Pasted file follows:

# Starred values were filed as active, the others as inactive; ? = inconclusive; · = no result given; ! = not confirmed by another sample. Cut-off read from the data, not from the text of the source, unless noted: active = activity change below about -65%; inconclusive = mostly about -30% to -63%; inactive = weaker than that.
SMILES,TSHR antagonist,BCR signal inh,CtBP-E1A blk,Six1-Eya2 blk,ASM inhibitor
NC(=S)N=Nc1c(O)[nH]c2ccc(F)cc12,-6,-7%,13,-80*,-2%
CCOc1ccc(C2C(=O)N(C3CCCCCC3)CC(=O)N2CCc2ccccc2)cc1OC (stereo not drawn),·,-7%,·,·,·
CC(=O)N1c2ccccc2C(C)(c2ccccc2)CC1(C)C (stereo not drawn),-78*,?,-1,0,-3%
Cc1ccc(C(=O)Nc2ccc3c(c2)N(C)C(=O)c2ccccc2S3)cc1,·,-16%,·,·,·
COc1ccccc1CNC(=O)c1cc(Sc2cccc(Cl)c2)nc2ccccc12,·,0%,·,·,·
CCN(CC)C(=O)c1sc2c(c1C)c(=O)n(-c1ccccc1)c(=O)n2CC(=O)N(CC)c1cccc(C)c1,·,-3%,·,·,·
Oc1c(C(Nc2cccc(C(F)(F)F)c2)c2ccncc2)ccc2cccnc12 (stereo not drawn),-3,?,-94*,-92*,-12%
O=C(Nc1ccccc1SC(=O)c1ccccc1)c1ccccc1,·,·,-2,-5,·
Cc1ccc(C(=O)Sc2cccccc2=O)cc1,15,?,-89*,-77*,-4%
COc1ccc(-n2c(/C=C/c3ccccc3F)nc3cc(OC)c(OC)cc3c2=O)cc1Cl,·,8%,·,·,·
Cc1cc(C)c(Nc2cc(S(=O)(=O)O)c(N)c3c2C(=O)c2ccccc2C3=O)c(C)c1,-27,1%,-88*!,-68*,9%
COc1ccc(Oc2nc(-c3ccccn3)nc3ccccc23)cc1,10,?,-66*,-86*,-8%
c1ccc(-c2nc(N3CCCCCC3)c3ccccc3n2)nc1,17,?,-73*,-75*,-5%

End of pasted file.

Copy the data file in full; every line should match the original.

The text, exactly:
# Starred values were filed as active, the others as inactive; ? = inconclusive; · = no result given; ! = not confirmed by another sample. Cut-off read from the data, not from the text of the source, unless noted: active = activity change below about -65%; inconclusive = mostly about -30% to -63%; inactive = weaker than that.
SMILES,TSHR antagonist,BCR signal inh,CtBP-E1A blk,Six1-Eya2 blk,ASM inhibitor
NC(=S)N=Nc1c(O)[nH]c2ccc(F)cc12,-6,-7%,13,-80*,-2%
CCOc1ccc(C2C(=O)N(C3CCCCCC3)CC(=O)N2CCc2ccccc2)cc1OC (stereo not drawn),·,-7%,·,·,·
CC(=O)N1c2ccccc2C(C)(c2ccccc2)CC1(C)C (stereo not drawn),-78*,?,-1,0,-3%
Cc1ccc(C(=O)Nc2ccc3c(c2)N(C)C(=O)c2ccccc2S3)cc1,·,-16%,·,·,·
COc1ccccc1CNC(=O)c1cc(Sc2cccc(Cl)c2)nc2ccccc12,·,0%,·,·,·
CCN(CC)C(=O)c1sc2c(c1C)c(=O)n(-c1ccccc1)c(=O)n2CC(=O)N(CC)c1cccc(C)c1,·,-3%,·,·,·
Oc1c(C(Nc2cccc(C(F)(F)F)c2)c2ccncc2)ccc2cccnc12 (stereo not drawn),-3,?,-94*,-92*,-12%
O=C(Nc1ccccc1SC(=O)c1ccccc1)c1ccccc1,·,·,-2,-5,·
Cc1ccc(C(=O)Sc2cccccc2=O)cc1,15,?,-89*,-77*,-4%
COc1ccc(-n2c(/C=C/c3ccccc3F)nc3cc(OC)c(OC)cc3c2=O)cc1Cl,·,8%,·,·,·
Cc1cc(C)c(Nc2cc(S(=O)(=O)O)c(N)c3c2C(=O)c2ccccc2C3=O)c(C)c1,-27,1%,-88*!,-68*,9%
COc1ccc(Oc2nc(-c3ccccn3)nc3ccccc23)cc1,10,?,-66*,-86*,-8%
c1ccc(-c2nc(N3CCCCCC3)c3ccccc3n2)nc1,17,?,-73*,-75*,-5%